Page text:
I will both ignore AND ridicule your opinions. Actually, I won’t do either… Do there exist side-necked creatures? In terms of risk/vaguely similar concept, we do have the flounder. Risk to the individual isn’t that important to evolutionary success (how many sauropods live to maturity? Or turtles, for that matter), it’s whether enough individuals survive to perpetrate the line. I know everyone here knows that, it just seems an appropriate moment for Captain Obvious.


  14. Have you ever seen an obese box turtle try to close up? It’s hilariously pathetic. When they secure the front, they bulge out the back; if you then touch their exposed hindquarters, they will try to tighten up the back, thereby bulging out the front.

    A thought on box turtle size: in my experience Terrapene are often found in densely vegetated ecotones, where their small size allows them to move between plants and exploit small mammal trails that would be impassable to larger turtles. Perhaps more importantly, as temperate zone animals they must find adequate shelter for cold weather. They can’t burrow like Gopherus or nestle underwater like aquatic species, so they have to find existing crevices; the smaller the turtle, the more crevices are available to it.

  15. Matt Wedel Says:

    Brad and Nathan, you both make good points. But one correction:
    They can’t burrow like Gopherus…
    Au contraire — they can and do. Okay, box turtle burrows aren’t as long and complex as those of Gopherus, but both the T. carolina and T. ornata subspecies are known to burrow, both to make shallow burrows for day-to-day rest and shelter, and deep ones for hibernation/brumation in winter and estivation in summer (in areas where that’s hot and dry enough to be required). This is in the literature, and I’ve seen it for myself.

    I wonder if we’ve simply lost a lot of continental North American tortoises, so that box turtles and Gopherus are the last ones left standing, creating a pattern that reflects extinction more than ecology.

    Oh, and Brad: yes, there are side-necked turtles, and lots of ’em on the southern continents. An image search for ‘side-necked turtle’ or ‘pleurodire’ will turn up lots of interesting examples for you to ponder.

  16. LeeB Says:

    Pretty much everywhere that had large tortoises lost them as people spread around the world; starting with Africa a few million years ago.
    Large tortoises used to be very successful in warmer areas; they evolved multiple times in different continents from smaller species.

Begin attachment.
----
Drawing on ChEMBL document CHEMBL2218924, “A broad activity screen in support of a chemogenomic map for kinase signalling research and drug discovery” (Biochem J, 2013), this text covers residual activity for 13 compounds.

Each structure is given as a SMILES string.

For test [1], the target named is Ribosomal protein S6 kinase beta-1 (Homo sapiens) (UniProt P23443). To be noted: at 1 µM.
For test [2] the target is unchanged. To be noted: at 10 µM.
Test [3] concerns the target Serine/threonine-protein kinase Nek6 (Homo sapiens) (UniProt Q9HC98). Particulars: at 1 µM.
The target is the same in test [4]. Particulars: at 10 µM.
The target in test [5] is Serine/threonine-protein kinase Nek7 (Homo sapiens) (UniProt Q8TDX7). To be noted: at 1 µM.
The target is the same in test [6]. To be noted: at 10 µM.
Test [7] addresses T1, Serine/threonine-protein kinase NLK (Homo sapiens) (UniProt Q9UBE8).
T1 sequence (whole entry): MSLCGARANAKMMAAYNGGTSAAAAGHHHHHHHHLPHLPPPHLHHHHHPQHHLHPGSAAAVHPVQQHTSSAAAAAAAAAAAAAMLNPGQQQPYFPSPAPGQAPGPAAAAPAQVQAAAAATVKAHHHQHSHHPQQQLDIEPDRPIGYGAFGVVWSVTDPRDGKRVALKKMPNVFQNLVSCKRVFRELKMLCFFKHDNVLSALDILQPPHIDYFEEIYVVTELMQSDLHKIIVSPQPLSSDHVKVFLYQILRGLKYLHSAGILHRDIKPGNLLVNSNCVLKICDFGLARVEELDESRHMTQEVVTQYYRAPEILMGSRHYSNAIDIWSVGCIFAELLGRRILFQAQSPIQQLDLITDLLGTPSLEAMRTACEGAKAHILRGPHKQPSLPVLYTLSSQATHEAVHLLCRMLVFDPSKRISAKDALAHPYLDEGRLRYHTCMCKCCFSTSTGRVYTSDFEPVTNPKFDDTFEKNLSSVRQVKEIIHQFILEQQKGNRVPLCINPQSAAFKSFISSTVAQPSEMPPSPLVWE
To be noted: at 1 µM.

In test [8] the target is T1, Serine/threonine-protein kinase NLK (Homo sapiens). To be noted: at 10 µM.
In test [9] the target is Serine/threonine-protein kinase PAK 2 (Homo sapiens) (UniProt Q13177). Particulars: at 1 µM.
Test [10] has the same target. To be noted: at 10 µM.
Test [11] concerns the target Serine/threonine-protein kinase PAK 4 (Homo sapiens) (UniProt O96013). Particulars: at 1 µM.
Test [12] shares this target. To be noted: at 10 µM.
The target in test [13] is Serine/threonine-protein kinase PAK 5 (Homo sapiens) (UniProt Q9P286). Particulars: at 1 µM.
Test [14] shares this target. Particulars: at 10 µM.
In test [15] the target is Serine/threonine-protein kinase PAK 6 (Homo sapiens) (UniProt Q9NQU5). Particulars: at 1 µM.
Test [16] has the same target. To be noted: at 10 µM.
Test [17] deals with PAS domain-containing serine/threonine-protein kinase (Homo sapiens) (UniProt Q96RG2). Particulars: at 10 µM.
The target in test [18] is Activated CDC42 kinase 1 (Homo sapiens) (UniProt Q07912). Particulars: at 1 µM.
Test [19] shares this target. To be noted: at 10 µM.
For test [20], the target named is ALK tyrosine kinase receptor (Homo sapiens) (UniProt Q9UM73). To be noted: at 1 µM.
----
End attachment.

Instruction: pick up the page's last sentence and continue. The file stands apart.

So presumably the present living medium species represent a pattern reflecting extinction of the larger species but also of evolving where they were in competition with the larger extinct species and especially with their smaller offspring.


  17. I did not know that Terrapene could dig primary burrows of any significance; I thought they were limited to expanding existing root-traces and mammal burrows. Neat! It must be very laborious for them, with their tall shells and puny (relative to Gopherus anyhow) limbs.

    There is definitely a significant tortoise fossil record in North America, and they occurred much further north than Gopherus does today. At least as late as the Miocene there were tortoises, large and small, in Nebraska. There were still large tortoises in Florida in the late Pleistocene.

  18. kris michael Says:

    When I think about turtle evolution (pleurodire vs cryptodire) I have a vague memory of when I was a kid, cramming a suitcase. At the last moment I had a long, neck shaped object it took me longer then it should have to fit. It’s not surprising turtles turn up in children’s programs and fables, there’s something about their design that tickles the imagination. What IS inside that shell?

    I think they’re a good argument for evolution. Why would an intelligent creator make such a silly animal that’s so hard for other animals to crack? It’s another of endless examples of how broken humans are in the natural systems, wiping out large tortoises. Only took 250 million years for evolution to outsmart the shell. An argument for an intelligent creator, how could that not make us divine and special compared to other life forms?

    When I googled for information about turtles that can completely close their shells there were a bunch of links to answers about ‘Can sea turtles close their shells’, ‘Why don’t sea turtles completely close their shells’. The image of a sea turtle inside it’s shell sinking endlessly into the Mariana Trench crossed my mind..

  19. Mike Taylor Says:

    Alright, quick questions on those distubing freaks of nature, the cryptodires:

    1. Are individuals of a species all same-handed, or so some fold left and some right?
    2. If individuals of a species are all same-handed, are different species differently handed?
    3. Are the known instances of left-handed species evolving into right-handed or vice versa?
    4. How apparent is the handedness in the morphology of the cervical vertebrae?

  20. Brad Lichtenstein Says:

    Lol, looks like we’ve turned this into “TCPOW”, Testudine Carapace Picture Of the Week. And if this is because I was making what I thought was an obvious joke reference to your signature lay talk, I do not at all apologize. These animals are much weirder than I realized!

  21. llewelly Says:

    Mike, I find your comment confusing; your questions read like they’re about side-necked turtles – Pleurodira.

    But you said Cryptodires – which are the ones that withdraw the neck in a symmetric mode, folding it vertically.

    So – which is it?

    Either way, I am interested in the answers. But of course it’s more interesting for Pleurodires.

  22. Matt Wedel Says:

    Interesting questions re: pleurodires and handedness. I wrote to a couple of turtle researchers for answers. Will let you know what I learn.